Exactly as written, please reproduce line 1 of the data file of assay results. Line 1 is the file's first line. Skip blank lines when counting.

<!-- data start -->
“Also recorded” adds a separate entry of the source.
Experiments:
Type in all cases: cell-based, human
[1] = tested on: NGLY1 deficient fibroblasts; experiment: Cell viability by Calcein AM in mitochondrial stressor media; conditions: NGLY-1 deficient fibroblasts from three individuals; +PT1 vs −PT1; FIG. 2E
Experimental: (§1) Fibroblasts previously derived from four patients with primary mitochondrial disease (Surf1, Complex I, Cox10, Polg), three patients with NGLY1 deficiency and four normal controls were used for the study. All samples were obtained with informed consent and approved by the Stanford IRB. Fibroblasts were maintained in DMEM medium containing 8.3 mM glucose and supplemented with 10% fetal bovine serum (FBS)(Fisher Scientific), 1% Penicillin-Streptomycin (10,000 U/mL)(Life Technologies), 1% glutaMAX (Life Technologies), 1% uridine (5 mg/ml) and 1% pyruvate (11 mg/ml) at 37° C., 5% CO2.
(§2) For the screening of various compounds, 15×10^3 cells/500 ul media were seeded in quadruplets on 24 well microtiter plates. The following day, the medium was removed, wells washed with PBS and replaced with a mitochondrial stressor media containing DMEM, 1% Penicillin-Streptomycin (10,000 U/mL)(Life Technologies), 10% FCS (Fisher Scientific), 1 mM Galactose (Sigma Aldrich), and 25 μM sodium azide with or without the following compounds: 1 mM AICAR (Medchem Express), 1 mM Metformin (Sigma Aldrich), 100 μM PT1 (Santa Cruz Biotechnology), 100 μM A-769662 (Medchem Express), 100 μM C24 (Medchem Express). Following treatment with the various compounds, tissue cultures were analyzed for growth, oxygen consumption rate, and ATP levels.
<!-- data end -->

“Also recorded” adds a separate entry of the source.